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Village of Swansea v. County of St. Clair

OPINION FILED JANUARY 20, 1977.

THE VILLAGE OF SWANSEA, PLAINTIFF-APPELLANT,

v.

THE COUNTY OF ST. CLAIR ET AL., DEFENDANTS-APPELLEES.



APPEAL from the Circuit Court of St. Clair County; the Hon. DAVID W. COSTELLO, Judge, presiding.

MR. JUSTICE GEORGE J. MORAN DELIVERED THE OPINION OF THE COURT:

Plaintiff Village of Swansea appeals from an order of the circuit court of St. Clair County denying its requested injunctive and declaratory relief. The plaintiff had sought an injunction against the defendant, County of St. Clair, to prevent the building and construction of a dog pound within the village of Swansea and a declaratory judgment that the county must comply with plaintiff's zoning, building, sewer, electrical and plumbing ordinances.

St. Clair County, in which the village of Swansea is located, owns approximately 25 acres of land within the boundaries of the village of Swansea. Prior to the events giving rise to this suit, the village of Swansea enacted, pursuant to statutory authority, various ordinances to regulate such governmental functions as zoning, sewer service, building, plumbing and electrical installations. In 1975, St. Clair County determined by vote to build a dog pound on its property within the village of Swansea, and a contract for such work was entered into with Erlinger Construction Company. However, after the county maintained that its construction did not have to comply with any of plaintiff's ordinances the instant suit was filed.

The proposed dog pound is to occupy approximately 1.6 acres and to contain a 4,260 square foot concrete block building with 40 dog kennels, offices, storage, a euthanasia chamber, waiting rooms, examination rooms and a garage for trucks. Dogs from all over the county would be brought to the facility in two trucks. If the dogs remained unclaimed, they would be killed in a gas chamber at the pound and then transported from the facility. The county proposes to build and staff the facility in conformance with the Animal Control Act (Ill. Rev. Stat. 1973, ch. 8, par. 351 et seq.).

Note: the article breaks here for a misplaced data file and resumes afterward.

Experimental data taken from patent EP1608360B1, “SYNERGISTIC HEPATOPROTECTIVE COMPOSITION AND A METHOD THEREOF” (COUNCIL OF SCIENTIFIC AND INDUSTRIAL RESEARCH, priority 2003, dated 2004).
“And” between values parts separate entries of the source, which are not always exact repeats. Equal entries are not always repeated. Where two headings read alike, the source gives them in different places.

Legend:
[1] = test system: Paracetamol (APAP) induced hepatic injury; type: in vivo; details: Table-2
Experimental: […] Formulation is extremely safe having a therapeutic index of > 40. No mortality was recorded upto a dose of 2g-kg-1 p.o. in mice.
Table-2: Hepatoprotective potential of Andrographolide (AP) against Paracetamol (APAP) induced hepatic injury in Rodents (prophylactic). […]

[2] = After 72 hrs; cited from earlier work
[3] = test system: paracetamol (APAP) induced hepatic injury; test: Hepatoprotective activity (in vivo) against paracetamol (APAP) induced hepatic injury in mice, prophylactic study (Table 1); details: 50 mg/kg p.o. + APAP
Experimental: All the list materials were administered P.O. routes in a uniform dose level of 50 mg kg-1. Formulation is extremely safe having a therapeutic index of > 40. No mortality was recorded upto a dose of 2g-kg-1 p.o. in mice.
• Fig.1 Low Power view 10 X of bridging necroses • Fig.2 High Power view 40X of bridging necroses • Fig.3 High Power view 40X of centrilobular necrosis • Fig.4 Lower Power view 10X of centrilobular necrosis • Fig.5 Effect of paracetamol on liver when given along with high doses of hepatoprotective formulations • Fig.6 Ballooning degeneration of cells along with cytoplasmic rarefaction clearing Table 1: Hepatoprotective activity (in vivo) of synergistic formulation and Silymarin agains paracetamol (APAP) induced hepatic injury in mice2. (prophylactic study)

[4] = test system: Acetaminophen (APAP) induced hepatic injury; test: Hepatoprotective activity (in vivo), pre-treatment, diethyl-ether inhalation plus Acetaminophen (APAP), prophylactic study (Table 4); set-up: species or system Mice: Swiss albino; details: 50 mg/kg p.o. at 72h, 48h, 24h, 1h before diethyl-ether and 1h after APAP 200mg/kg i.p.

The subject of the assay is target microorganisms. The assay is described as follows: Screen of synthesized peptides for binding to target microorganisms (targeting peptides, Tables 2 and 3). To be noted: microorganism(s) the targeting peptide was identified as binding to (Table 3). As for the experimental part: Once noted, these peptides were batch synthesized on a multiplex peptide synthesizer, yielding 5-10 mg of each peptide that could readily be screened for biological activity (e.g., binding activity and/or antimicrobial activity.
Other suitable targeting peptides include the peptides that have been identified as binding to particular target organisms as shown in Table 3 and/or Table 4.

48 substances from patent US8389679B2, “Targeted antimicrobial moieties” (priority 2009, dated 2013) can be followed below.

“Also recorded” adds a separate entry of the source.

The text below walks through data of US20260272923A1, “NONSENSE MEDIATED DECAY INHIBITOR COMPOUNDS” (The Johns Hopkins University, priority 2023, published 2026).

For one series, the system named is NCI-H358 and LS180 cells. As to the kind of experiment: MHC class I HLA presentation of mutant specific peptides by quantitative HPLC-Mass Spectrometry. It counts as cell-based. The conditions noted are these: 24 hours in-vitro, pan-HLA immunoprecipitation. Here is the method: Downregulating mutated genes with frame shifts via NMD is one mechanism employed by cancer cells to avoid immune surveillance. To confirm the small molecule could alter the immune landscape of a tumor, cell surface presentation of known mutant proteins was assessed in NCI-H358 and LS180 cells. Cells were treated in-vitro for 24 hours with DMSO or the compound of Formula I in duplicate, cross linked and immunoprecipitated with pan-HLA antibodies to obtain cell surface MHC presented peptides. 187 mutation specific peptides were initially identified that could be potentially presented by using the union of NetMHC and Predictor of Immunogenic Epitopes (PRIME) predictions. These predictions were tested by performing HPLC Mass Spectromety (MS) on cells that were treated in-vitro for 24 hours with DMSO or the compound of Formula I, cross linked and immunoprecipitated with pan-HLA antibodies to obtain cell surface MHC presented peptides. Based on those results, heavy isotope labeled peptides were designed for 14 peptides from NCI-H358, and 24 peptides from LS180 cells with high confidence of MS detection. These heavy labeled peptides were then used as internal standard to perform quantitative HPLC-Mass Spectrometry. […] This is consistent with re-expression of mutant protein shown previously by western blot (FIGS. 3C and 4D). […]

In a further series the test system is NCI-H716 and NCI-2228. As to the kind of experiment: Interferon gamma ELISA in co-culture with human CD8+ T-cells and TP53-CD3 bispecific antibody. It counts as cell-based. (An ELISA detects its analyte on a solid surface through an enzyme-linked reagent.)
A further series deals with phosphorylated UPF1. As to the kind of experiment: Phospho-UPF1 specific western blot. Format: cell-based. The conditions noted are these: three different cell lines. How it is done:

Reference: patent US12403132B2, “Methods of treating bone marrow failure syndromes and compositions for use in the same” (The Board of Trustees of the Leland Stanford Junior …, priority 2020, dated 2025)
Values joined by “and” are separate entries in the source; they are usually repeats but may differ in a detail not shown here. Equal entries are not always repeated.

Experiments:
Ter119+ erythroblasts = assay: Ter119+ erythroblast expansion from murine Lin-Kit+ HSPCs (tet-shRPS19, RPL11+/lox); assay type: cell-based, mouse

The primary focus of the arguments in this case has concerned the Supreme Court decision in City of Des Plaines v. Metropolitan Sanitary District, 48 Ill.2d 11, 268 N.E.2d 428. In Des Plaines the city brought a declaratory judgment action against the sanitary district in which the city sought to require the sanitary district to apply for and secure a special use permit from the city before the sanitary district could use the property it owned, located within the city limits, for water reclamation purposes. Relying on Heft v. Zoning Board of Appeals, 31 Ill.2d 266, 201 N.E.2d 364, the trial court and the appellate court held that the sanitary district was required to abide by and conform to the zoning regulations of the city and therefore was required to secure a special use permit. The supreme court reversed on the basis that the sanitary district was acting pursuant to statutory authority: